Judge to parents: Leave sect, get kids back

Asscociated Press/November 22, 2008

Texarkana - A judge has told parents of two teenage girls removed from the Tony Alamo Christian Ministries compound that they can have their children back if they sever ties with the community.

They were among six girls taken from the compound in a raid on Sept. 20 amid allegations of beatings and sexual abuse. This past week, 11 boys and nine more girls, ranging in age from 1 to 17, were taken into state care.

Alamo, 74, has been indicted for alleged violations of the Mann Act, which prohibits children being moved from one state to another for sexual purposes.

Miller County Circuit Judge Jim Hudson heard testimony in the past week that children at the compound received beatings for seemingly minor infractions.

He said the parents of two of the girls taken away in the September raid had to move away from Alamo's compound and demonstrate financial independence if their children were to be returned to them.

"I am not trying to infringe on their religious practices, only the practices that were found to be neglectful or abuse," Hudson said Friday after the hearing, which was closed to the media because minors are involved.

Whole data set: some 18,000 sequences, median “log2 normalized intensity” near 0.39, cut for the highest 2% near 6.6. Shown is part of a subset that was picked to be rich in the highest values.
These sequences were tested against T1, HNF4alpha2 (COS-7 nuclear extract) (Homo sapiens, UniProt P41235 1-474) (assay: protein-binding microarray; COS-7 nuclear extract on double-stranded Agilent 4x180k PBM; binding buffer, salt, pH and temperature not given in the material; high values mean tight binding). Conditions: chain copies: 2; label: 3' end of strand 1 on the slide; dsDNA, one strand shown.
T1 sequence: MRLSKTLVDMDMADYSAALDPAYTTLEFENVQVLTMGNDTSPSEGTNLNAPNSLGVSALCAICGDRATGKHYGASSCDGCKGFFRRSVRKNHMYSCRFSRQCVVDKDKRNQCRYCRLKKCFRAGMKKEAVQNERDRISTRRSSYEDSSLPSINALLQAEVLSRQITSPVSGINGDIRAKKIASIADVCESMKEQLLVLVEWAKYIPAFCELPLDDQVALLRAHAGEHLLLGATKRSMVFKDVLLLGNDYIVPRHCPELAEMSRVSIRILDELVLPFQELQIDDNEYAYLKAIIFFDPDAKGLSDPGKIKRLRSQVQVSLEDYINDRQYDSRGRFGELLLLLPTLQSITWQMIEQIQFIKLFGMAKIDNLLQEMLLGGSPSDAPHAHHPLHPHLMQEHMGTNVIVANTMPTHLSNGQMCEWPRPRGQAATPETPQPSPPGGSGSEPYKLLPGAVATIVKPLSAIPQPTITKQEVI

The state Department of Human Services alleges one of the girls had been beaten and that the other had witnessed abuse.

The judge said that while the two girls' parents cannot live on church property or work for the church, they can continue to attend religious services there.

A review is scheduled for Feb. 14 and about every 90 days afterward to see if the parents are complying. If not, the state could recommend that their parental rights be terminated, the judge said.

Following the hearing, the girls, ages 14 and 16, were allowed to meet briefly with their parents before state social workers escorted them away.

Hearings regarding living arrangements for the other four girls taken in the Sept. 20 are expected to continue this coming week.

Alamo is set for trial on Feb. 2.

He has preached that the Bible allows girls to marry once they reach puberty but has said he didn't adopt the practice. However, witness testimony and assertions from prosecutors indicate otherwise.

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